To help students think about the COVID-19 crisis, New College faculty from more than 20 disciplines joined forces to participate in an innovative course this fall: “COVID-19: An Interdisciplinary Approach to the Pandemic.”
Join a panel discussion with professors as they describe how this unique course took shape, and how it led students to develop a complex and comprehensive understanding of COVID-19’s impact on the world. The panel will be held from 7:30 to 8:30 p.m. Thurs. Dec. 3. R.S.V.P. by emailing email@example.com. The link for the event will be emailed on the morning of Dec. 3.
The discussion will cover such questions as, How have existing inequalities affected the spread of COVID-19 cases in the Sarasota region? Why did Wuhan Diary: Dispatches from a Quarantined City attract worldwide controversy? And how can an online course on COVID-19 encourage student engagement through personal reflections and community interviews?
Meet the speakers:
Manuel Lopez Zafra, Ph.D. is an assistant professor of religion. He earned a bachelor’s degree from the Universitat Pompeu Fabra, and a master’s degree and Ph.D. from the University of Virginia. Lopez Zafra is a scholar of Buddhism with a particular regional focus on the Himalayas, including Tibet, Nepal and Bhutan. He teaches courses on Buddhism, Hinduism and other Asian religions. He is also interested in the intersection of religion and popular culture. Lopez Zafra’s forthcoming book is entitled Monastic Education in Bhutan: Tradition and Transformation in the 21st Century.
Queen Meccasia Zabriskie, Ph.D. is an associate professor of sociology and theatre, dance and performance studies. She is also the co-director of the Initiative on Diversity and Equity in Academics (IDEA). Zabriskie earned a bachelor’s degree from Duke University, and a master’s degree and Ph.D. from Northwestern University. She is the co-author of Black Theater is Black Life: An Oral History of Chicago Theater and Dance, 1970-2010. A member of the Boxser Diversity Initiative’s advisory board, Zabriskie is a recent recipient of a Sarasota Magazine Unity Award.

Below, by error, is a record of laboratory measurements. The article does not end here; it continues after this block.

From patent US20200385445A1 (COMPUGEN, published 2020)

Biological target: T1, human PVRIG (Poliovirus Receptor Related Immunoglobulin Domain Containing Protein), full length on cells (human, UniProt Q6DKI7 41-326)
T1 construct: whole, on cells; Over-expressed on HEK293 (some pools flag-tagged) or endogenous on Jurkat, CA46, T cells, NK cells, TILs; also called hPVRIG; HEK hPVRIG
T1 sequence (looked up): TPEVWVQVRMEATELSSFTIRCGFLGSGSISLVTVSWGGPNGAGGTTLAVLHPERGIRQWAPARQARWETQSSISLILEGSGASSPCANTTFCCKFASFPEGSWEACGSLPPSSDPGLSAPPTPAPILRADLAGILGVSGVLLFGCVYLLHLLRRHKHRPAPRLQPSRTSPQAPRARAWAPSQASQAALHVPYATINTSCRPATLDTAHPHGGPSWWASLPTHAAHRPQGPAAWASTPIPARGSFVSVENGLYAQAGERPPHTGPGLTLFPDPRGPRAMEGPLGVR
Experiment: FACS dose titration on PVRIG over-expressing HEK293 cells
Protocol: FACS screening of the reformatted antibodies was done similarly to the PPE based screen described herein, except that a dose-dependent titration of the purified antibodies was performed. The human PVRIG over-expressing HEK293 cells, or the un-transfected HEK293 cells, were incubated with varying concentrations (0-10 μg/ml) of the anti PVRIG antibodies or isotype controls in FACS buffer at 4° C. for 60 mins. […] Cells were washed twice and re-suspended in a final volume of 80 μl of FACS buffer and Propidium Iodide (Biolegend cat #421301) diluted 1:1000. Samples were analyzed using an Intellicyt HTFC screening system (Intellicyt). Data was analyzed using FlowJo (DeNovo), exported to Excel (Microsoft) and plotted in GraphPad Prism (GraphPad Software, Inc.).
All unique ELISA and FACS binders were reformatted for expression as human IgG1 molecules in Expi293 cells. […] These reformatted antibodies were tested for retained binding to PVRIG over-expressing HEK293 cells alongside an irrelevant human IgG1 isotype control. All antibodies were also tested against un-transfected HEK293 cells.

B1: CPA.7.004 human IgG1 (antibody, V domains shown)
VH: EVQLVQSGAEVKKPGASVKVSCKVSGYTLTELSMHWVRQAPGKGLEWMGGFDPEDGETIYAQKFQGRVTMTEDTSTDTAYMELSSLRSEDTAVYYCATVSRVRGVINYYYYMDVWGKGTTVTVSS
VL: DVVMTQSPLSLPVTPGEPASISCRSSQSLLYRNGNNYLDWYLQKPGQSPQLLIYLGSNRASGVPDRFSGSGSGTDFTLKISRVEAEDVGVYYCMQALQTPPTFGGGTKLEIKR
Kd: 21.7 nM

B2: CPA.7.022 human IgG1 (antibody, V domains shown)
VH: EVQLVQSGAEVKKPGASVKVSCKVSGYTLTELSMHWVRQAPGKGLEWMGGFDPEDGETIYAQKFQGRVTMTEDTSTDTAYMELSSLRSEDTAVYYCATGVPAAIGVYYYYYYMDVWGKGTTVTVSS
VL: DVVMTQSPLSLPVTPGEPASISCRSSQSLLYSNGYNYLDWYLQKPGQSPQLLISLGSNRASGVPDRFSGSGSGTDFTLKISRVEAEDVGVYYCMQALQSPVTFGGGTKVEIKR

Jing Zhang, Ph.D. is an associate professor of Chinese language and culture, and the director of the International Studies Program. Zhang holds a bachelor’s degree from Fudan University, a master’s degree from Peking University, and a Ph.D. from the Washington University in St. Louis. She teaches Chinese language courses, as well as courses in pre-modern Chinese literature and culture. She has published research articles on late Ming fiction and theater, and English translations of early Qing short stories. Her current research focuses on the chuanqi theater, and the presence of the Daoist immortal Lü Dongbin in fiction, theater, local cult and literati communities.
The panel will be moderated by Maneesha Lal, Ph.D., associate director of faculty development, and associate director of corporate and private foundation relations. Lal received a bachelor’s degree from the University of Chicago, and a master’s degree and Ph.D. from the University of Pennsylvania. She has taught courses in the history of medicine and South Asian history at Binghamton University, Trinity College (CT) and the University of Wisconsin, Madison.